The ECB has managed to tighten monetary policy.

The ECB had flagged that its September meeting would deliver further monetary easing but it is testimony to the difficulty in managing market expectations that the net result is that policy is now actually tighter . That may change,of course, depending on how events unfold over the coming months but as it stands market rates have risen, as has the currency and short term bond yields, and excess liquidity in the market  has  actually declined.

Perhaps the most striking change announced by President Draghi was on forward guidance, with the pledge to keep rates at the current level or lower now no longer time dependent but open ended till the inflation target is achieved.The Bank had also spent most of the past five years denying that negative rates were having a materially adverse effect on the banking system but changed tack, with the introduction of a tiering system on deposit rates. Banks are required to maintain a given level of required reserves , currently €132bn, and these are remunerated at zero percent, the main refi rate. Excess liquidity, which stands at almost €1,800bn , is paid at the deposit rate, which at -0.4% cost banks over €7bn a year. The change now means that banks can hold almost €800bn at the zero rate, but still leaving around €1,100bn in excess,  now remunerated at -0.5% i.e. a cost of €5.5bn.

Some relief then for banks ,albeit one that was below market expectations, but the ECB also eased the terms on its latest long term loans package for EA banks (TLTRO III), which is now for up to three years at a rate equal to the main refi rate over the period, which is likely to be zero. Indeed, as with the other TLTRO’s, banks that grow their eligible lending by over 2.5% by end-March 2021 will pay the deposit rate, currently -0.5%. From an Irish perspective it should be noted that eligible loans exclude mortgages, which are the dominant lending for domestic banks.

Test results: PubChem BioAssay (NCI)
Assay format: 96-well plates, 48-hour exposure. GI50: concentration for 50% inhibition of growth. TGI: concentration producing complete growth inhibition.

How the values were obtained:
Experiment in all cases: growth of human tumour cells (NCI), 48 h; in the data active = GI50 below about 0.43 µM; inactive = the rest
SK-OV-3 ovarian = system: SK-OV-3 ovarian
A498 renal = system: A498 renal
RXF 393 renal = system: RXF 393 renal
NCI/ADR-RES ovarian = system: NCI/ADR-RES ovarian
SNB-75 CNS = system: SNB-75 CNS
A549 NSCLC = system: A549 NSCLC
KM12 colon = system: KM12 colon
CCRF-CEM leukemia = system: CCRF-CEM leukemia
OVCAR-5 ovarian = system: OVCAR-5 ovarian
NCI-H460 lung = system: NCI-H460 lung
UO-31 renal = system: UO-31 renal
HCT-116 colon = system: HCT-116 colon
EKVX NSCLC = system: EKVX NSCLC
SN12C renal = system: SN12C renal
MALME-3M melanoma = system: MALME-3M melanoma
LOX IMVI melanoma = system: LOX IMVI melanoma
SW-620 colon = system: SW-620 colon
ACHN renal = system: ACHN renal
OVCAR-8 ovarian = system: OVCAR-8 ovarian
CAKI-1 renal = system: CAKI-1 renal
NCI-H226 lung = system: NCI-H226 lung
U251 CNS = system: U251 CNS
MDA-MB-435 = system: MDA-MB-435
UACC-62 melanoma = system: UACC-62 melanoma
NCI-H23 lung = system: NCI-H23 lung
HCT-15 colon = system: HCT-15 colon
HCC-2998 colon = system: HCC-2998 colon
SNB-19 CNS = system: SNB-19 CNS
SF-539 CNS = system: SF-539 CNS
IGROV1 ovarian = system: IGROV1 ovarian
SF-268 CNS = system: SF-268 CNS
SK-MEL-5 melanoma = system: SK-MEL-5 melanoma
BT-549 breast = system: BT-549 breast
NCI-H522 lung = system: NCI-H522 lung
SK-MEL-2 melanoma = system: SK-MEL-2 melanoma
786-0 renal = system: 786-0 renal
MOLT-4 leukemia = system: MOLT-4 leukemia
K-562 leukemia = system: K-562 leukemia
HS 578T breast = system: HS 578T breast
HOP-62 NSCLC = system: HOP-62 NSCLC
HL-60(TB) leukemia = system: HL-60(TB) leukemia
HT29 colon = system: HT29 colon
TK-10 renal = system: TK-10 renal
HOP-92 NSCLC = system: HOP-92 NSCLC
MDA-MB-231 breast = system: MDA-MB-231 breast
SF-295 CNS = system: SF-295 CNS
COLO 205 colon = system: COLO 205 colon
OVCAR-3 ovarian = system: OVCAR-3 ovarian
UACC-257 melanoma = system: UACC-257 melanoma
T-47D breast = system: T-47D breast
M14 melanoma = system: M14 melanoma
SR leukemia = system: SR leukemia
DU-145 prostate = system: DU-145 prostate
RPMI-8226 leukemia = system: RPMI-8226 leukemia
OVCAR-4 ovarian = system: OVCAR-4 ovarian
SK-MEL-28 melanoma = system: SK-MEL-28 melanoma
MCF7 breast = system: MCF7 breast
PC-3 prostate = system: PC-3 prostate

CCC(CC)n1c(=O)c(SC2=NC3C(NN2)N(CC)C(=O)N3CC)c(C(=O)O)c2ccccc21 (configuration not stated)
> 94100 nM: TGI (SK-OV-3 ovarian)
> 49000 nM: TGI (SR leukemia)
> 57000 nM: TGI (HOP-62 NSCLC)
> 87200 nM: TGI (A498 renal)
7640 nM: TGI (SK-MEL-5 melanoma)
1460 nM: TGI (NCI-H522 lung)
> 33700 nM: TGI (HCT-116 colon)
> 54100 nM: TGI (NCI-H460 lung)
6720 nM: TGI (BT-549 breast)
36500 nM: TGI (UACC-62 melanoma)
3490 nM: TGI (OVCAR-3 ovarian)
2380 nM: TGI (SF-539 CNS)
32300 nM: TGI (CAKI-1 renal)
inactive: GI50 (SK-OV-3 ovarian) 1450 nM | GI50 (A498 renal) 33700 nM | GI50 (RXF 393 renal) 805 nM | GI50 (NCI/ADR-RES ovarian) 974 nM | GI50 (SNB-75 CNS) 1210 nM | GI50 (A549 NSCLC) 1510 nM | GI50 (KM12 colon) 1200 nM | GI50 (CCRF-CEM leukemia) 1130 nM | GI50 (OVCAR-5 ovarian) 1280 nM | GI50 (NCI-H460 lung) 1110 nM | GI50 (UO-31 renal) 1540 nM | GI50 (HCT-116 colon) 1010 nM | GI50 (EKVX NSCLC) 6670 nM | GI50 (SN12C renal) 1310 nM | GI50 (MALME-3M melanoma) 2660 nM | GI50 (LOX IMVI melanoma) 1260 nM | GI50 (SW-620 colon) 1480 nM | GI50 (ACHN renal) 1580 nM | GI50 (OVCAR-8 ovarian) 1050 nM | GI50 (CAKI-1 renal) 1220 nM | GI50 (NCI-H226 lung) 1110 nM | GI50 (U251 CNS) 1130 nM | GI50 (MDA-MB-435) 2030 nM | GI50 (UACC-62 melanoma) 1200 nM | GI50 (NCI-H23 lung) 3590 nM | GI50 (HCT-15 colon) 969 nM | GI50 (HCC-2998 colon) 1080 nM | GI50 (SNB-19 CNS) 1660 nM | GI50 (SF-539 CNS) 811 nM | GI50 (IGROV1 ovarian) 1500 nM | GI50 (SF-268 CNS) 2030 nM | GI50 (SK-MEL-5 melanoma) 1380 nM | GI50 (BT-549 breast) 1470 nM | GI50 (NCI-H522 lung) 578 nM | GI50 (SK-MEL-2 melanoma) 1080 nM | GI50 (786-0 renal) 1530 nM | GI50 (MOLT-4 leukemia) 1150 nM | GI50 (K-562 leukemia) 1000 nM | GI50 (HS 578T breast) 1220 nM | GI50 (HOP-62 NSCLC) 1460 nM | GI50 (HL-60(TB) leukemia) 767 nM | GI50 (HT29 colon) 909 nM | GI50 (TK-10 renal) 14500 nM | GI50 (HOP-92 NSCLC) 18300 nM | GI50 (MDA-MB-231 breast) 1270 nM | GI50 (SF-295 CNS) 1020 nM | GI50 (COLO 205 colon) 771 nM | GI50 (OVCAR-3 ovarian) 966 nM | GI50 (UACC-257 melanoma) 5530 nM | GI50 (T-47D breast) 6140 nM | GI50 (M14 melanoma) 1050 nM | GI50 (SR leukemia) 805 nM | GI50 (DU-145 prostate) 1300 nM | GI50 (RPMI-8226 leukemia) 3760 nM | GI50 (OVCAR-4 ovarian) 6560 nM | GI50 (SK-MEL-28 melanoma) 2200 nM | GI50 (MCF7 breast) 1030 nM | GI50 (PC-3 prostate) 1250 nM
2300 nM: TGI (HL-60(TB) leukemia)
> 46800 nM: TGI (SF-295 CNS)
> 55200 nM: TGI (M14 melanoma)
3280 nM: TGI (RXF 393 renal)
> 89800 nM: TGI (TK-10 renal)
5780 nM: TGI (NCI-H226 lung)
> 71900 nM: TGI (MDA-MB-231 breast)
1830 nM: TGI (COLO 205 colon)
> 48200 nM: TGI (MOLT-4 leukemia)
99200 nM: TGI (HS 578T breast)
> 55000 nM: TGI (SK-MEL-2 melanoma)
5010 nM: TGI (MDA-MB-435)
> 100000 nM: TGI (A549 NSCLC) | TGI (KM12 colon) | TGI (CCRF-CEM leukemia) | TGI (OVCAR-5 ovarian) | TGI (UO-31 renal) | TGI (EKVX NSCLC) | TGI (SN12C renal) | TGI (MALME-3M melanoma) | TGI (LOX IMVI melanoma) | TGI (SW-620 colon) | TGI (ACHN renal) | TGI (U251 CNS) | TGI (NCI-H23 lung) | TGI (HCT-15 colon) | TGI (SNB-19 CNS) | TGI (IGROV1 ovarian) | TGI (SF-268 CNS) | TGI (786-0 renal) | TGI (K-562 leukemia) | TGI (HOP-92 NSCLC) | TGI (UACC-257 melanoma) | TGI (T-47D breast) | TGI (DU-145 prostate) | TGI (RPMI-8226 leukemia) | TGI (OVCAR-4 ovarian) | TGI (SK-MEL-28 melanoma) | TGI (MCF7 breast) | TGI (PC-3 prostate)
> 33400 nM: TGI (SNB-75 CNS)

The ECB also announced that QE will recommence  in November at  €20bn per month, with no set end-date, although it is likely the 33% limit would be hit in many countries after a year or so. The market reaction to all this may change when QE kicks in and when we have seen a number of TLTRO’s but to date policy is tighter than before the meeting; 3-month euribor for December is trading at -0.42%, from -0.54%, while the figure for December 2020 is -0.5% from -0.62%. The outlook for fixed rate mortgages has also changed as  5 year swap rates have also moved higher, to -0.35% from around -0.5% a few weeks ago.

The euro exchage rate, as measured by the effective or trade weighted index, has also appreciated, which one doubts was a policy aim, while short term bond yields have actually risen;  the German 2-year was -0.81% and is now -0.70% with the Irish equivalent rising to -0.49% from -0.64%. Banks are the main buyers of this debt and it is less attractive because they can now hold more reserves at a zero rate.

It’s early days, but the first TLTRO 111 actually reduced liquidity. Banks had borrowed €740bn under the previous scheme which with early repayment had fallen to €692bn, with another €32bn due for repayment next week. The take up of today’s first TLTRO III was only €3.4bn , implying a net drain of €29bn. Banks have had little time to prepare and no doubt the take up will improve but it is still a remarkable result.

The market had clearly priced in a lot from the ECB but one doubts that the Governing Council will be pleased by the result, an effective  monetary tightening. For prospective  Irish mortgage borrowers the result is also likely to mean less downward pressure on rates.

Published by

Dan McLaughlin

Economics Lecturer and Commentator